The Treasury has confirmed the RDR will not impact upon the ability of firms based in Europe to advise clients in the UK, although it insists the use of passporting to evade regulation will not be permitted.
In a written question, Liberal Democrat peer Lord Dykes asked the government what discussions it had had with the European Commission on adviser firms registered in other European countries transferring into the UK and providing financial advice without having to comply fully with the requirements of RDR.
Lord Sassoon, commercial secretary to the Treasury, replied: "The European Union's passporting criteria, which govern the ability of firms to offer services outside their home member states, are not affected by the RDR.
"Where a firm passports into the UK, it will be subject to the regulations of its home state.
"However, a firm will not be permitted to operate on a cross-border services basis in the UK if it is doing so for the purpose of evading standards."
The FSA has previously reiterated this stance, confirming the rights of advisers under existing legislation but insisting it cannot be used as a way of avoiding RDR.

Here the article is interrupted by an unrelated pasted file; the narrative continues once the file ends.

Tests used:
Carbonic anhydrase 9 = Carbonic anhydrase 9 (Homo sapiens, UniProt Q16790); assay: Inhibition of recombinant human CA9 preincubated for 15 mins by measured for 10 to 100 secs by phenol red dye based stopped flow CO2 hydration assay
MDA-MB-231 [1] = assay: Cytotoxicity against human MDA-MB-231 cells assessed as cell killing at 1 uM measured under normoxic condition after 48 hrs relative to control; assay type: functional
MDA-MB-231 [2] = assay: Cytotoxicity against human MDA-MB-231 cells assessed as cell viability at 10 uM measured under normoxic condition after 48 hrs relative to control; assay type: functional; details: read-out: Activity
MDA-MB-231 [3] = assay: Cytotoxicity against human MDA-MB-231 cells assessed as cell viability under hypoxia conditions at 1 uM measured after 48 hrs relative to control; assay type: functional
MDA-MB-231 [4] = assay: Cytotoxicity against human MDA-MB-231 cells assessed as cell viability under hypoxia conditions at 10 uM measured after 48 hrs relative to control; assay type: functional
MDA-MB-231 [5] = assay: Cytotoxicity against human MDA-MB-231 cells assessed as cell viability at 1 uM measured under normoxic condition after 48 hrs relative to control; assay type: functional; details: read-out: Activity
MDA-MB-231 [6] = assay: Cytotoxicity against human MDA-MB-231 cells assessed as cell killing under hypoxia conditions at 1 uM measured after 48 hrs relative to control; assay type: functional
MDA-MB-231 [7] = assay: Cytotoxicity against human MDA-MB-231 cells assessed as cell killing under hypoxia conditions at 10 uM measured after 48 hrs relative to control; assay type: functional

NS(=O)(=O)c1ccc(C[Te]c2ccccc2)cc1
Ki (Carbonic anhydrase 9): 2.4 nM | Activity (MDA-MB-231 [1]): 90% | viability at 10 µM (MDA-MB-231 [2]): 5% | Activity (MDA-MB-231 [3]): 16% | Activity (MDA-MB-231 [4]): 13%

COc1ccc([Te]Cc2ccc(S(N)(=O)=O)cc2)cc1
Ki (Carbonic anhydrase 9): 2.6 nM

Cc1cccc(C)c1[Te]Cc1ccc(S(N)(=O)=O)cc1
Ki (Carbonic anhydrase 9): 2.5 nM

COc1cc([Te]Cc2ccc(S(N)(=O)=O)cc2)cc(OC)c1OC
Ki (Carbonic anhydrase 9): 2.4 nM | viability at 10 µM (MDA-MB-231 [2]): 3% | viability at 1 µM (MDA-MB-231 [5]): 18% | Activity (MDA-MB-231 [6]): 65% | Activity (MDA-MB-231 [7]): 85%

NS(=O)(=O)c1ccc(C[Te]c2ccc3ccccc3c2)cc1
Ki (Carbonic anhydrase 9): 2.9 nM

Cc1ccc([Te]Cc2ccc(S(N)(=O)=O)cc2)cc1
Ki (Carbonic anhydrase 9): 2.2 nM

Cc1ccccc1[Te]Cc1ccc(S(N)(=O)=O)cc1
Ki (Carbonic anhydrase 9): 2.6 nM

However, Simon Mansell of Temple Bar IFA, who has previously received a response from the European Commission on the issue, believes the FSA will not have the power to intervene in such cases.
He says: "The FSA has a thing called statutory authority which puts it above the law and above the courts in this country.
"However, it does not have any authority over Europe as that is the highest court.
"It could be that we are sitting on a large exodus in the near future."
Although he plans to stay regulated in the UK and meet the requirements of RDR, Mansell believes the industry could see a large number of advisers form ties with European firms or join European networks.
He says: "If you are an adviser that fails to qualify at level four and you are being told your capital adequacy is going up to £20,000, it might not be a question of whether you will or won't, you might not have any choice."
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